DeVos Announces Plan to Encourage More Charter Schools in Opportunity Zones
Private consultants will work with charter school networks to assist in opening more of the publicly funded, independently managed schools in economically distressed areas under a plan announced by U.S. Secretary of Education Betsy DeVos Thursday.
Investors who build in those areas—identified as Opportunity Zones under the Tax Cuts and Jobs Actsigned by President Donald Trump in 2017—qualify for the use of an investment vehicle called an Opportunity Fund, allowiing them to defer taxes on capital gains by investing them in projects in those zones instead. And investors could potentially avoid taxes for profits they make within opportunity zones altogether.
States select low-income census tracts to carry the federal designation. About 70 percent of existing Opportunity Zones don't current have a charter school, DeVos said in a statement Thursday. (That is in part because some Opportunity Zones are located in states that do not have laws permitting charters.)
"Access to high-quality, innovative education options is fundamental to the long-term success of not only students but also entire communities," DeVos said. "The focus on opening charter schools in designated Opportunity Zones will have a long-lasting impact, and I'm looking forward to seeing how charter school leaders, nonprofit organizations, and others utilize the Qualified Opportunity Fund to invest in students and improve outcomes."
As we reported in July, DeVos already made locating within an Opportunity Zone part of the education department's priorities for competitive grants, which could be directed toward charter schools. The department awarded nearly $4 million in new funding to applicants serving Opportunity Zones in 2019, after giving the projects within the zones priority in two of its Charter Schools Program grant competitions, the agency said.
How would the tax benefits help schools? Public schools, including charter schools, could partner with private enterprises for facilties funding made available through the zones. This arrangement could extend to schools' participation in mixed-use developments and partnerships with things like health centers and libraries, according to a piece by John Bailey published in July in the journal Education Next.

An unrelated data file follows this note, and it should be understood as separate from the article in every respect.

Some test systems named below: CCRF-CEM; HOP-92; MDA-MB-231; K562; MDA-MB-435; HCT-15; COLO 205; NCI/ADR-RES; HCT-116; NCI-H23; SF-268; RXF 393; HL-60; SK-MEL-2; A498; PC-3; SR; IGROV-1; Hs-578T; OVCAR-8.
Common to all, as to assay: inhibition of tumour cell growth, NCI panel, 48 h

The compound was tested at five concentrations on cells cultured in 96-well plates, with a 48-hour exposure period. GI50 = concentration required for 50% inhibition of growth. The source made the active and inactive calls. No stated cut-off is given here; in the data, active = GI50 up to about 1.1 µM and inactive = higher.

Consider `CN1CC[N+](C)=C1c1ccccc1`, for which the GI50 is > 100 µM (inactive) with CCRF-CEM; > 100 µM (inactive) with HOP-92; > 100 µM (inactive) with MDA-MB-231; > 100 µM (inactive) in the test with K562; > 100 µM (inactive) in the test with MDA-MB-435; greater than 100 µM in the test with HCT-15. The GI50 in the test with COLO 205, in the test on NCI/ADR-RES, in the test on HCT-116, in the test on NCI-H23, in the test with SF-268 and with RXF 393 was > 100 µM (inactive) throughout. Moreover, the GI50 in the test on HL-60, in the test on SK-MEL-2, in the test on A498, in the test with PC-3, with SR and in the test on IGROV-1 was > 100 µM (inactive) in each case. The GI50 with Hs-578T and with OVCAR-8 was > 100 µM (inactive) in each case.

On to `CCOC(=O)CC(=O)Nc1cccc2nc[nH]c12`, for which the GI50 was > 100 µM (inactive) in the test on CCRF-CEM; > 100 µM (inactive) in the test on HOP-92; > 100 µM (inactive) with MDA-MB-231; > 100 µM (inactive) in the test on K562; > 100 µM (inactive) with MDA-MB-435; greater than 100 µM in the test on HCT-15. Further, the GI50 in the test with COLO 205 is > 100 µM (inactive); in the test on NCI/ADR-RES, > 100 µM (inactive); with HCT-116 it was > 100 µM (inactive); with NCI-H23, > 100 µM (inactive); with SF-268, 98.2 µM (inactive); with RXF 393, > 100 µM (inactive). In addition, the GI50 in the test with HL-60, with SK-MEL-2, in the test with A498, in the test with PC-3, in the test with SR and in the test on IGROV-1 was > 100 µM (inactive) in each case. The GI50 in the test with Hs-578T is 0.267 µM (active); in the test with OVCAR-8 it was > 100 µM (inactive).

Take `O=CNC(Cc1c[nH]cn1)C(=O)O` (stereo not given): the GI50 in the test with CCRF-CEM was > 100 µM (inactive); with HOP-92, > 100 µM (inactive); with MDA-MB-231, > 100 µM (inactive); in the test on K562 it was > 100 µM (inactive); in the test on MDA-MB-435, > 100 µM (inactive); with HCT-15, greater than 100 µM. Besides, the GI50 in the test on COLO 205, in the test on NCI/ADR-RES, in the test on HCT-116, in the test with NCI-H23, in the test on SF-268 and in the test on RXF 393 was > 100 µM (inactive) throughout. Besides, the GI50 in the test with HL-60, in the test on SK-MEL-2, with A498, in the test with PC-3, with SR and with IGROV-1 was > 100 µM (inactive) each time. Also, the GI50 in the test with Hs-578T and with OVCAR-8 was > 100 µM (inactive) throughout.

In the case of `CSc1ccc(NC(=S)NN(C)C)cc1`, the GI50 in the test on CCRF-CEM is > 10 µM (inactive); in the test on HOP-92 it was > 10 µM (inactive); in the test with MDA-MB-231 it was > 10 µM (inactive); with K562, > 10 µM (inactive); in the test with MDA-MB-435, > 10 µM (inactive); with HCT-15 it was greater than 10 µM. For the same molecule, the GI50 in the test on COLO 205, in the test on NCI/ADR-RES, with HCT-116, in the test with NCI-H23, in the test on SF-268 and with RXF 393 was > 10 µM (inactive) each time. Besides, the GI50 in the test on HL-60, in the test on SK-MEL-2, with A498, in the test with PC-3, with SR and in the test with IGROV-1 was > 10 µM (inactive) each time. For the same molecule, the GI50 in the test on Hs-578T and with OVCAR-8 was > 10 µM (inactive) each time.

Through a newly awarded contract from the education department, Leed Management Consulting, a firm located in Silver Spring, Md, will "conduct outreach to current and prospective high-quality charter operators, develop resources to assist with opening high-quality charter schools and serving students living in economically-distressed communities, and provide technical assistance to entities looking to create and expand high-quality charter schools in Opportunity Zones through the use of Qualified Opportunity Funds," the education department said.
The plan is sure to have some detractors. Supporters of charter schools say they provide a meaningful alternative to struggling, district-run public schools for low-income families. But opponents have said charters can siphon students, and the public funds that follow them, away from district schools, leaving them to struggle to serve their students.
And the Opportunity Zones program in general has attracted controversy from critics who say it has failed to help the poor people who live within designated tracts. In some cases, investors have clustered luxury developments, like high-end hotels, into more affluent neighborhoods within otherwise distressed areas that carry the designation, the New York Times reported in August.
Don't miss another Politics K-12 post. Sign up here to get news alerts in your email inbox.